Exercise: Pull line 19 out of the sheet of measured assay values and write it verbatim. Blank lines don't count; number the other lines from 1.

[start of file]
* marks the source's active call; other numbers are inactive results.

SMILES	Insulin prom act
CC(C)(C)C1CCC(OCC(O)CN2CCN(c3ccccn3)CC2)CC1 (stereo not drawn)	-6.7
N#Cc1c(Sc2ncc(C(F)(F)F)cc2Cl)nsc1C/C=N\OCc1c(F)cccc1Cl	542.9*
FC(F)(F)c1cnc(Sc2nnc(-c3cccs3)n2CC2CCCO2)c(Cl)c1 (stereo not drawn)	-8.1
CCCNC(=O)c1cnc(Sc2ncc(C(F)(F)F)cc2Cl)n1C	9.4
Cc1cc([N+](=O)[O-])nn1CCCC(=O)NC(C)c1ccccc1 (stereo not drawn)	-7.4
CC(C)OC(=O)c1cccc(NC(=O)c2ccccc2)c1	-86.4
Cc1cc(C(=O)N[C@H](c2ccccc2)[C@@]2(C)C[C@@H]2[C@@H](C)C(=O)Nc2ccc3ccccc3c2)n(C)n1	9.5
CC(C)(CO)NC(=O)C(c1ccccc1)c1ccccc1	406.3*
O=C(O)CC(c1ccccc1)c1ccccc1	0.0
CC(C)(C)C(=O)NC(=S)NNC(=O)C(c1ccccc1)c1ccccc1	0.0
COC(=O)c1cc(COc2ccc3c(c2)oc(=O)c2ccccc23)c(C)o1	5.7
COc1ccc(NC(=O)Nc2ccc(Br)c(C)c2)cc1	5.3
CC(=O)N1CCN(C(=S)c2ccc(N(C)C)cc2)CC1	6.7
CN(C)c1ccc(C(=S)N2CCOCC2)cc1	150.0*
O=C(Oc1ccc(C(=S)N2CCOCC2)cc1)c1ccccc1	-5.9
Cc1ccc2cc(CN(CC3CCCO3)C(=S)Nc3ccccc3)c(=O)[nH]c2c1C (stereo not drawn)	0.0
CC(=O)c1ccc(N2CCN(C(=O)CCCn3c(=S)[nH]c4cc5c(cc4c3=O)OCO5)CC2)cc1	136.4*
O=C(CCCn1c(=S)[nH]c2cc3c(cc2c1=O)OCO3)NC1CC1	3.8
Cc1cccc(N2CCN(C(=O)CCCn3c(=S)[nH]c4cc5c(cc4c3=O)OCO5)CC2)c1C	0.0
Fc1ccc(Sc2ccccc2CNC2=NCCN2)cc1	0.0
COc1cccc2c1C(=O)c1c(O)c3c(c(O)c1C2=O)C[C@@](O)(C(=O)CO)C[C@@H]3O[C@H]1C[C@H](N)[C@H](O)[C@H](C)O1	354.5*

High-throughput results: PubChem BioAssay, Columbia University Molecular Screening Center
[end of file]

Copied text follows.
CC(=O)c1ccc(N2CCN(C(=O)CCCn3c(=S)[nH]c4cc5c(cc4c3=O)OCO5)CC2)cc1	136.4*